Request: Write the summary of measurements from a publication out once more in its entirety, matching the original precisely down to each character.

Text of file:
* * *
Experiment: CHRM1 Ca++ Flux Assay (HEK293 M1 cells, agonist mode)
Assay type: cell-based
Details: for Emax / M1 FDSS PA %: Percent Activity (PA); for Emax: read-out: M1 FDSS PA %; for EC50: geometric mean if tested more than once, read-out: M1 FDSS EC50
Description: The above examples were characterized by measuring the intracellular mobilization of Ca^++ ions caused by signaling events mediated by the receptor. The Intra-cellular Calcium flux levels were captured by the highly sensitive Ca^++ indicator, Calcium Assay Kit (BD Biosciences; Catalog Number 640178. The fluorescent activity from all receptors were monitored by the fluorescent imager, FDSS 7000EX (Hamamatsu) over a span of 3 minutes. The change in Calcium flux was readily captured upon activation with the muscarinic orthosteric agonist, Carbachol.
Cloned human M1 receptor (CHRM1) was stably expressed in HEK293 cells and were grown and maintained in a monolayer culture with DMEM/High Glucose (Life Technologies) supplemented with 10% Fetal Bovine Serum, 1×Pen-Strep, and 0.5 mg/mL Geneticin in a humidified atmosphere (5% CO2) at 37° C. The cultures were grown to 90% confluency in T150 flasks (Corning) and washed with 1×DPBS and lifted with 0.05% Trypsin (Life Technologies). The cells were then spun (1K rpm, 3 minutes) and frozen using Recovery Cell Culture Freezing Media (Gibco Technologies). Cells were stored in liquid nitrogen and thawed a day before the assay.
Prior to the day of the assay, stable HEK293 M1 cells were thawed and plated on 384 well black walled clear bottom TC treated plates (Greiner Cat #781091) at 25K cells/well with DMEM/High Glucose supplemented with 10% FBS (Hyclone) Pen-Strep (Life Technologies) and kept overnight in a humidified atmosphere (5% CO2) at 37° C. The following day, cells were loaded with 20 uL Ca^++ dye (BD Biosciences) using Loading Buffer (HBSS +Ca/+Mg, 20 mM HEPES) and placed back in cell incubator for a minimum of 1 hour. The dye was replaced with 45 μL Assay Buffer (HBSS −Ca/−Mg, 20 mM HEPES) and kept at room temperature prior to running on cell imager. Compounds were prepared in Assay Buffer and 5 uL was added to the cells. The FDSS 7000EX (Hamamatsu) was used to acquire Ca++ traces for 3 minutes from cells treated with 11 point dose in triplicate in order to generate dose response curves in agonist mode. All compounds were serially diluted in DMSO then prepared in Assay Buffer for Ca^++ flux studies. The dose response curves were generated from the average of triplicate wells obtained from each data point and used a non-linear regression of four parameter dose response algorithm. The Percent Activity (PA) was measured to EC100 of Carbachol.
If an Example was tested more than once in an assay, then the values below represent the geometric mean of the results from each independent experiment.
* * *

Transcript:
Experiment: CHRM1 Ca++ Flux Assay (HEK293 M1 cells, agonist mode)
Assay type: cell-based
Details: for Emax / M1 FDSS PA %: Percent Activity (PA); for Emax: read-out: M1 FDSS PA %; for EC50: geometric mean if tested more than once, read-out: M1 FDSS EC50
Description: The above examples were characterized by measuring the intracellular mobilization of Ca^++ ions caused by signaling events mediated by the receptor. The Intra-cellular Calcium flux levels were captured by the highly sensitive Ca^++ indicator, Calcium Assay Kit (BD Biosciences; Catalog Number 640178. The fluorescent activity from all receptors were monitored by the fluorescent imager, FDSS 7000EX (Hamamatsu) over a span of 3 minutes. The change in Calcium flux was readily captured upon activation with the muscarinic orthosteric agonist, Carbachol.
Cloned human M1 receptor (CHRM1) was stably expressed in HEK293 cells and were grown and maintained in a monolayer culture with DMEM/High Glucose (Life Technologies) supplemented with 10% Fetal Bovine Serum, 1×Pen-Strep, and 0.5 mg/mL Geneticin in a humidified atmosphere (5% CO2) at 37° C. The cultures were grown to 90% confluency in T150 flasks (Corning) and washed with 1×DPBS and lifted with 0.05% Trypsin (Life Technologies). The cells were then spun (1K rpm, 3 minutes) and frozen using Recovery Cell Culture Freezing Media (Gibco Technologies). Cells were stored in liquid nitrogen and thawed a day before the assay.
Prior to the day of the assay, stable HEK293 M1 cells were thawed and plated on 384 well black walled clear bottom TC treated plates (Greiner Cat #781091) at 25K cells/well with DMEM/High Glucose supplemented with 10% FBS (Hyclone) Pen-Strep (Life Technologies) and kept overnight in a humidified atmosphere (5% CO2) at 37° C. The following day, cells were loaded with 20 uL Ca^++ dye (BD Biosciences) using Loading Buffer (HBSS +Ca/+Mg, 20 mM HEPES) and placed back in cell incubator for a minimum of 1 hour. The dye was replaced with 45 μL Assay Buffer (HBSS −Ca/−Mg, 20 mM HEPES) and kept at room temperature prior to running on cell imager. Compounds were prepared in Assay Buffer and 5 uL was added to the cells. The FDSS 7000EX (Hamamatsu) was used to acquire Ca++ traces for 3 minutes from cells treated with 11 point dose in triplicate in order to generate dose response curves in agonist mode. All compounds were serially diluted in DMSO then prepared in Assay Buffer for Ca^++ flux studies. The dose response curves were generated from the average of triplicate wells obtained from each data point and used a non-linear regression of four parameter dose response algorithm. The Percent Activity (PA) was measured to EC100 of Carbachol.
If an Example was tested more than once in an assay, then the values below represent the geometric mean of the results from each independent experiment.